10 Activities and Things to do to Develop Empathy and Kindness in Children
Some people say that kids don’t know anything but kids know a whole lot a lot and a lot of what they know is what we expose them to as parents. The environment has a lot to do with how children turn out in fact according to recent research, newborn babies exhibit distress reactions, which are the precursors of empathetic responses when exposed to the sound of another baby crying.
When someone displays distress, toddlers as young as two years old show a variety of empathic actions. Once kids are able to recognise that other people’s viewpoints and experiences are different from their own, cognitive development begins to take shape. Toddlers’ prosocial conduct develops from bodily responses to distress to verbal consolation and assistance, sharing, and diverting the distressed individual.
Even though some of the factors that govern how empathy develops appear to be preset, there are socialisation elements that we can control. In this article, we’ll discuss some concepts, suggestions, and activities that might help kids learn empathy.
1. List Activity: The “Golden Rule”
Start with a piece of paper for this task. Set up two columns. Put “I would like people to…” in the left column and “So I will…” in the right column.
Begin on the left and encourage kids to point out the activities and behaviours they find admirable in others. For instance, “be helpful” or “don’t bully.” Draw an arrow from each sentence across to the right column once your left column is finished. Invite the child(ren) to assist you in rewriting the phrases in the right column at this point. While some phrases can be written exactly the same, others require modification. To show kids how they can treat others the way they would like to be treated, read through the words and phrases in the right-hand column.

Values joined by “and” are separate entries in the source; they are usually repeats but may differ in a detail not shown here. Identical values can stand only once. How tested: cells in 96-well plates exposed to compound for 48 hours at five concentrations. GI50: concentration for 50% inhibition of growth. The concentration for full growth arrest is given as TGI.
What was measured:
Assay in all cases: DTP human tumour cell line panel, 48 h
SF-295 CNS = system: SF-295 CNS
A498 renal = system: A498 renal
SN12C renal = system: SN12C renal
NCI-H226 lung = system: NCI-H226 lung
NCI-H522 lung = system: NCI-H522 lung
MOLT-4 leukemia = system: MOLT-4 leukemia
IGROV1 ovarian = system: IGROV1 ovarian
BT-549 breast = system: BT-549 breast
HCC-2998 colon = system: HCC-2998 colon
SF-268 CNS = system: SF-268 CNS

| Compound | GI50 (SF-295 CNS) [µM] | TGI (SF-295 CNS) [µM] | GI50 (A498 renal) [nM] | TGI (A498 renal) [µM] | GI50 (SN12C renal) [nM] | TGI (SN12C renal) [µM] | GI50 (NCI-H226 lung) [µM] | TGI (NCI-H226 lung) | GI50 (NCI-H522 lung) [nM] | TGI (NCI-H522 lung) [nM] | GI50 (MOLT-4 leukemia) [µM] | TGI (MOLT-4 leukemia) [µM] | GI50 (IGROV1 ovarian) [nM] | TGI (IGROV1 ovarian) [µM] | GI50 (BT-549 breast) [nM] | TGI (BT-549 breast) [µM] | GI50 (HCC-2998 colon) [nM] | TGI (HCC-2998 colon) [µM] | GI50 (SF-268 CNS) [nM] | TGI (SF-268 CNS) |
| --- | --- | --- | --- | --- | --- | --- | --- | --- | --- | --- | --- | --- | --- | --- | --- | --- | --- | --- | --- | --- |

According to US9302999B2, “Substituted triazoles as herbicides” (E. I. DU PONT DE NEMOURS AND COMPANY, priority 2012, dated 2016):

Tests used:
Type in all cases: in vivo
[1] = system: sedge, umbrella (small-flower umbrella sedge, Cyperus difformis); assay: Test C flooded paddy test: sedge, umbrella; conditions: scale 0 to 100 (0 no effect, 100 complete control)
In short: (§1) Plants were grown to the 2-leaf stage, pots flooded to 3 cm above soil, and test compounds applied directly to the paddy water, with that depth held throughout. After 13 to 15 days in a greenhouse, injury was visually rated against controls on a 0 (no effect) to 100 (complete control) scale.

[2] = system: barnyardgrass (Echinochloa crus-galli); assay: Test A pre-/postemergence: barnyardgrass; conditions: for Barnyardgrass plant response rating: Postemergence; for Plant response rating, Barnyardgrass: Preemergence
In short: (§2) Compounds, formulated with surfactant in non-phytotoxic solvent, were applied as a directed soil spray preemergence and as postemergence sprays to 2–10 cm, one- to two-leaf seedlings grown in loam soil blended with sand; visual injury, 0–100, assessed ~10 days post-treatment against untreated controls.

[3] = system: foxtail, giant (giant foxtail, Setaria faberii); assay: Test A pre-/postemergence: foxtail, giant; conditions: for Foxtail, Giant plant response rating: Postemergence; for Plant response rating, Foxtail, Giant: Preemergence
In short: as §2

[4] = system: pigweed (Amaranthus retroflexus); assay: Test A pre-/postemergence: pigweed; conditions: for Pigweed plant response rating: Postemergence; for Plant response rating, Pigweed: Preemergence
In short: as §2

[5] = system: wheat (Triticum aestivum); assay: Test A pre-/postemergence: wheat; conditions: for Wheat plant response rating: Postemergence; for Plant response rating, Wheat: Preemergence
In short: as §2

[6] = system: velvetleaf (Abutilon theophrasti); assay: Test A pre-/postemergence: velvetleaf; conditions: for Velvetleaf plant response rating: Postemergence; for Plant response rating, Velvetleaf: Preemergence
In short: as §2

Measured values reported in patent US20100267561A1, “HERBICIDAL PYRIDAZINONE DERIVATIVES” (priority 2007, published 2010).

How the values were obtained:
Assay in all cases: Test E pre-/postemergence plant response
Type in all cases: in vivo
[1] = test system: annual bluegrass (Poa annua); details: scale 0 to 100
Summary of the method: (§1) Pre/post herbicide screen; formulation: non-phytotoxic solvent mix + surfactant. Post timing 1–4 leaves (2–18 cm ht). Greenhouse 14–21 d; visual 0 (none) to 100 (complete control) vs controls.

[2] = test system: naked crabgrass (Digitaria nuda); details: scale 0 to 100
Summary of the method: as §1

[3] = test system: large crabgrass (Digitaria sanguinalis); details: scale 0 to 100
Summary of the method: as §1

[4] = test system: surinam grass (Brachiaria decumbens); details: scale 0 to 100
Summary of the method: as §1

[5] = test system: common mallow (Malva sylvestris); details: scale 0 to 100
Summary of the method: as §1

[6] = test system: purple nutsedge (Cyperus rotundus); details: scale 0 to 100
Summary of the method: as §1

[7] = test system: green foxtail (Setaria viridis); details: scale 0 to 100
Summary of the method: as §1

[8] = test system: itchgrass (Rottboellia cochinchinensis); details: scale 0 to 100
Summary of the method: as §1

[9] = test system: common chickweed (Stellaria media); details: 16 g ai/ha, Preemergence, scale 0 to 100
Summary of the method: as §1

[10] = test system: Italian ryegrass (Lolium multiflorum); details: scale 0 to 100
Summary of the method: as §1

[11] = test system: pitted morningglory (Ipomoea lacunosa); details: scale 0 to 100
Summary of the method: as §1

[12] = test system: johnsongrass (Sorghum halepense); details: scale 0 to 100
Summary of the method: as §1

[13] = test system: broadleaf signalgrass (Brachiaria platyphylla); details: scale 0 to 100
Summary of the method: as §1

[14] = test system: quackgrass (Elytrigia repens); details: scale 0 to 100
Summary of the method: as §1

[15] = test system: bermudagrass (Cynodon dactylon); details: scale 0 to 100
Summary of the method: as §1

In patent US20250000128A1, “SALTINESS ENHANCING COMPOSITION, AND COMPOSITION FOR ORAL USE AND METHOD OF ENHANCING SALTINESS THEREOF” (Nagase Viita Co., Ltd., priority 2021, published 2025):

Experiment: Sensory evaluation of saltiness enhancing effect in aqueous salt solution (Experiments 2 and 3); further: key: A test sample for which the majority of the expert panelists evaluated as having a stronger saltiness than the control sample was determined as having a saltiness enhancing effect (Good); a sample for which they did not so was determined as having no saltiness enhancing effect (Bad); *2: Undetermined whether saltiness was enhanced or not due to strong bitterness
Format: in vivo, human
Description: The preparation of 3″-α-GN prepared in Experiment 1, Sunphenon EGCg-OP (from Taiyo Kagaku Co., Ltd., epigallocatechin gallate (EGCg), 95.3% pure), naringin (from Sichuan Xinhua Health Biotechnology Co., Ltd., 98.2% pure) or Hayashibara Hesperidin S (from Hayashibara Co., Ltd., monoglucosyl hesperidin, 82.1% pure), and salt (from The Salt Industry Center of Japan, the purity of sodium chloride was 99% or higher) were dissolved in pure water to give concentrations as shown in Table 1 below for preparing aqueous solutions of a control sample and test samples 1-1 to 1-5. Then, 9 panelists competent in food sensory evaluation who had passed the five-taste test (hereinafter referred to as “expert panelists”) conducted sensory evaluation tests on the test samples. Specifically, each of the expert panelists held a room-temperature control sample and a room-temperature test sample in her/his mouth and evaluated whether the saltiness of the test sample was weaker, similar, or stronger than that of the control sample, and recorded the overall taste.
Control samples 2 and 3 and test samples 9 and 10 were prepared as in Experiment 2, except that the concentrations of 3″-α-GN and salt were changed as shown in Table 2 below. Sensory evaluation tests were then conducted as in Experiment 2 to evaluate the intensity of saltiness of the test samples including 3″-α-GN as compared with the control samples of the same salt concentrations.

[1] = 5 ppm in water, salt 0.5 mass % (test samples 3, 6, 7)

2. Use pretend play
Pretend play is fun because you get to see how your toddler would treat your others and most likely they’ll mimic how they’re treated. You get to watch their tone, the words they use and their actions especially if you create a scenario where one of their dolls is worried or hurt.
Now how do you teach your kids to be empathetic using pretend play? Talking about emotions while playing pretends is one of the simplest methods to promote empathy in young children. Ask your child to consider the feelings of the various characters as they develop their story.
Ask your child how it would make the second doll feel, for instance, if one doll doesn’t want to share with another. Because the characters are the ones “feeling” those emotions, children can utilise pretend play to express their emotions in a secure environment where they feel free from criticism.
3. Create a secure environment for your child
When kids feel confident with the people in their lives, they are far more inclined to communicate their emotions, which is an important first step in understanding and controlling them. While reserving your judgement, encourage children to be honest.
Even while children’s emotional outbursts may appear inappropriate to adults (anyone remembers the tantrum in the supermarket? ), this is an essential element of emotional development. Attempt to avoid having a negative reaction. Talk to kids about their feelings after they’ve cooled down.
4. Volunteer for something that means something to you as a family
Instead of dictating where your kids must volunteer, ask them what is important to them. Animals? older adults? the setting? Find volunteer opportunities together once they’ve picked who to assist. Talk to your kids about your volunteer day when it is over. Consider returning as much as possible if the volunteer position was a good fit. Try another location if it wasn’t!
5. Grab a tube of toothpaste and get started
This illustration, which has been around for decades, is a favourite among parents when it comes to teaching their children empathy and kindness. Grab a toothpaste tube first. The child should be asked to squeeze the toothpaste onto the counter. Then request that they put it back. When the toothpaste is taken out of the tube, the child will understand that it cannot be put back in.